Therefore it requires CONCLUSIONS (both are absolutes)and then the argument is about *which* conclusion is correct (sic).
Sadly this is putting the cart before the horse. And anti empirical... simply select data no room for the yes.....buts.
The reason why the Liberals (sic) are disorganised (sic) is that without absolutes every body (people have equitable an intangible ) power.
Empirical examinations aren't the problem they supply accurate within the limitations of ability/ technology the best conclusions but in the Liberal lexicon there is room/ provision for change which is what republicans , tea baggers and businesses abhor most.
More profit each year;
Reliable(read compliant/disposable)labor;
No regulatory restrictions;
controlled outlays;
endless markets
Control of /elimination of competitors.
i.e. focus on absolutes
dehumanise the world to a series of computable factors.

Chad said...


It's kind of an interesting discussion isn't it. Definitely not interested in giving anyone more than 1 vote regardless, but I absolutely would like to investigate/discuss ways that a person earns the right to vote.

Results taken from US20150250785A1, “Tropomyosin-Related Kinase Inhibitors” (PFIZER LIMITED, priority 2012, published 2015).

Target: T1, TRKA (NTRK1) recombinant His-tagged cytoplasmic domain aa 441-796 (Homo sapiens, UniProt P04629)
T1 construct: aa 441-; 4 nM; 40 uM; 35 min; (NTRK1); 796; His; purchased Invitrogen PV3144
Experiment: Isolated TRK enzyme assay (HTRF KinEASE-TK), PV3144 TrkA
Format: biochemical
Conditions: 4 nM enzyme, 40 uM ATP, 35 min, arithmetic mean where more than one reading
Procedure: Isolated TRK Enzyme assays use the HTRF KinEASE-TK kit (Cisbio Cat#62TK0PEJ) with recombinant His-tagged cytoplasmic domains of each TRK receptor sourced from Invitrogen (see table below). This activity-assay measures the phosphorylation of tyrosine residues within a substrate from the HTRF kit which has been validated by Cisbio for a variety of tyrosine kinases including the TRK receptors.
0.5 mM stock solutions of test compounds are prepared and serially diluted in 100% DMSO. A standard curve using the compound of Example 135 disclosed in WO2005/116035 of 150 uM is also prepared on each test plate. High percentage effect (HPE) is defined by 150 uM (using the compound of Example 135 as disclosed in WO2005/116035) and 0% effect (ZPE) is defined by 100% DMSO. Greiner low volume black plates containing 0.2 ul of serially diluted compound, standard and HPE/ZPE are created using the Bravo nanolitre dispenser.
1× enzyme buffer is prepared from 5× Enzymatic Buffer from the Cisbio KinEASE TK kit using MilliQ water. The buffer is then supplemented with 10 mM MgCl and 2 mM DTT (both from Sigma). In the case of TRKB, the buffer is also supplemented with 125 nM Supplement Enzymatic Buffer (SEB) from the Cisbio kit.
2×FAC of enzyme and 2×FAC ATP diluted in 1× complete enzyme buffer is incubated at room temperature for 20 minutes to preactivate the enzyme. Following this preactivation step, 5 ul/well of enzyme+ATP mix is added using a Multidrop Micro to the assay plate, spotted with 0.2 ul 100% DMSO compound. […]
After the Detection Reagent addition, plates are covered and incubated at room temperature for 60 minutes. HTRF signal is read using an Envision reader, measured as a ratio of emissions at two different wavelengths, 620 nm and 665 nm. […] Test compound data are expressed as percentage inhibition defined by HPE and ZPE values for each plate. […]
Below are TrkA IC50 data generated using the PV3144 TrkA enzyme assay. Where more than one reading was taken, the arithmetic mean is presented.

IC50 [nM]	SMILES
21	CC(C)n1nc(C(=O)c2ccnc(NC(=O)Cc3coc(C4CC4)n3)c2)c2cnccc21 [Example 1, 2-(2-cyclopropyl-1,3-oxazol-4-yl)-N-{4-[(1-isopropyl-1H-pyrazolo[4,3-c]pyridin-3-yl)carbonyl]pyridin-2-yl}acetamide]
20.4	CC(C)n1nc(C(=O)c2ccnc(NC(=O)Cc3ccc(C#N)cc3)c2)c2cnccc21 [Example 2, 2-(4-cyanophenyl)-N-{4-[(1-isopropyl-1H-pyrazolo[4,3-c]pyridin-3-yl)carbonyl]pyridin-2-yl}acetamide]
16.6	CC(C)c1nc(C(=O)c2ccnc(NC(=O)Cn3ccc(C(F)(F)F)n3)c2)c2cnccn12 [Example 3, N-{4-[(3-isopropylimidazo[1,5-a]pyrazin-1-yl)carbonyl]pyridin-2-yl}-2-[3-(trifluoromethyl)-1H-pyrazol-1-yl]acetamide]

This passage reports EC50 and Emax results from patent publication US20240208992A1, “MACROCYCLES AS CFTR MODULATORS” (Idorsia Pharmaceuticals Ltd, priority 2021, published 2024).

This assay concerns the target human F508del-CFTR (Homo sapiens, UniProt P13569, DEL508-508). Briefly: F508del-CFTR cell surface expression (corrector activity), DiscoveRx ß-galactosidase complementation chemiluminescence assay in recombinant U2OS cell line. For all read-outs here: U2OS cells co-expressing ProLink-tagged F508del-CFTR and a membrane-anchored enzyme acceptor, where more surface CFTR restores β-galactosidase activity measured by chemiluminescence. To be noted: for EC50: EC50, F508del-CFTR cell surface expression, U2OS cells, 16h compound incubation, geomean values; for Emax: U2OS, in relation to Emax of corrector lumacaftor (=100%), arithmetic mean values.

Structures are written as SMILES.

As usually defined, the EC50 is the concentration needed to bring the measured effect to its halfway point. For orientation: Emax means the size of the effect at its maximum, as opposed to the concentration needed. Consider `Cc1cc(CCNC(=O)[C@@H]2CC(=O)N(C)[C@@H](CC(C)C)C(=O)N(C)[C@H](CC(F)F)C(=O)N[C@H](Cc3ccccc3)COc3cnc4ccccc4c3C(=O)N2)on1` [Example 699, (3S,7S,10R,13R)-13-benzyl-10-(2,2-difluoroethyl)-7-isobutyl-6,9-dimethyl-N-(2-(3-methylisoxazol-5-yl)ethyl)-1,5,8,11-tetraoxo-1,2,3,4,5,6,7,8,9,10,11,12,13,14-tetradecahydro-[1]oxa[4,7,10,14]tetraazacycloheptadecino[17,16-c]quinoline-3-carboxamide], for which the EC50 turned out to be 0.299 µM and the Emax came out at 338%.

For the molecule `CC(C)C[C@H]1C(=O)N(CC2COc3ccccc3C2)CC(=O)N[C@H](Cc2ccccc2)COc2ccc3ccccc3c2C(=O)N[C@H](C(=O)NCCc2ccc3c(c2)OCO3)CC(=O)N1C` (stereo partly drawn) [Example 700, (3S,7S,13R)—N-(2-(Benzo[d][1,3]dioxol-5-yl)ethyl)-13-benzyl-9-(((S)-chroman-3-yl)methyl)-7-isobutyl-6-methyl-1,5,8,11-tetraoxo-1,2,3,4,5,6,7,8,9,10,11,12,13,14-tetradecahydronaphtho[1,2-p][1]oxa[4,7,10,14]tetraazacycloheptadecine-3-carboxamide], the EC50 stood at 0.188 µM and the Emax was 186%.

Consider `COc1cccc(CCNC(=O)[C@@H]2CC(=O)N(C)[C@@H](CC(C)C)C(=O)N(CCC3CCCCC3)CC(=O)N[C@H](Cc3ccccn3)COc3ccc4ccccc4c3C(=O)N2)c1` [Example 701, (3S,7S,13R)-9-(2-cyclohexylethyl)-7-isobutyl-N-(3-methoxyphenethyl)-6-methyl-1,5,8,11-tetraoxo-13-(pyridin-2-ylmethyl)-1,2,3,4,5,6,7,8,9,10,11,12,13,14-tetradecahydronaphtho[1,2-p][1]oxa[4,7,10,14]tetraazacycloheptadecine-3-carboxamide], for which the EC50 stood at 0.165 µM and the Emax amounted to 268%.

Hell the Left is now and has been in full attack of Constitutional Admendments and social law to increase their voting block for decades - question should be are they worthy of a vote? As we know it's all about numbers - bodies that can pull a lever and Libs have embraced every single lost cause to capture as many votes as possible.

Give amnesty to 12 million illegals - let all the gays marry - take guns - give free stuff - they buy votes with empty promises.

So now we have a problem - elections are being won, victory is being declared by a non working, non contributing block of people in America. I am not talking about anyone above social security age that is retired. I am talking about the bus full of people I personally saw dropped off at a voting booth in Cincy - not one of those people appeared to have a job and when I talked to a few before the Lib's came to threaten me it was clear that they were there for lunch - they had ID so they were important to the Libs on that day. Despicable actions especially since they were no longer important the moment they pulled the lever - those Lib organizers couldn't push those voters back on the buses fast enough to go pick up more 'voters'.